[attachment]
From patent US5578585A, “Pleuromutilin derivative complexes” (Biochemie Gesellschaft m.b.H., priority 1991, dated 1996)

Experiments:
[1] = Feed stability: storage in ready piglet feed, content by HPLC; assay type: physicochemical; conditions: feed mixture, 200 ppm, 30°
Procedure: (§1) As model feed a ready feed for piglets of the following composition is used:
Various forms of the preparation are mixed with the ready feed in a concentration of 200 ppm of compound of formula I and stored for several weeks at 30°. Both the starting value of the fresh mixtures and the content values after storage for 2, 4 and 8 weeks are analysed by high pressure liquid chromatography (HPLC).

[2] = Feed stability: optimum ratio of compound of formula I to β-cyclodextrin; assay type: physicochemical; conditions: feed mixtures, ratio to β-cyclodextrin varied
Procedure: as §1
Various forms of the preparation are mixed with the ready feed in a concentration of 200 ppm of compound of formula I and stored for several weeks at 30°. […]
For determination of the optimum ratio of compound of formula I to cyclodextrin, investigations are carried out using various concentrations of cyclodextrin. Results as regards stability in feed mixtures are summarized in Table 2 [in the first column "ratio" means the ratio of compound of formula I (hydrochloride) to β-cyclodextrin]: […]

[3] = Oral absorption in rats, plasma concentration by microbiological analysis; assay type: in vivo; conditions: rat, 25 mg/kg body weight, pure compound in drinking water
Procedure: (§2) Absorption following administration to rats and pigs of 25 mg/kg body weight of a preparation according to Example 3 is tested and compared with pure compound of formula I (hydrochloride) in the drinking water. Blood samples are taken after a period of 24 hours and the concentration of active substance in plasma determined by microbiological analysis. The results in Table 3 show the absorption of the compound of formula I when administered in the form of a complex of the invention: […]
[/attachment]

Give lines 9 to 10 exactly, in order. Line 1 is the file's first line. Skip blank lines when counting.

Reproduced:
For determination of the optimum ratio of compound of formula I to cyclodextrin, investigations are carried out using various concentrations of cyclodextrin. Results as regards stability in feed mixtures are summarized in Table 2 [in the first column "ratio" means the ratio of compound of formula I (hydrochloride) to β-cyclodextrin]: […]

[3] = Oral absorption in rats, plasma concentration by microbiological analysis; assay type: in vivo; conditions: rat, 25 mg/kg body weight, pure compound in drinking water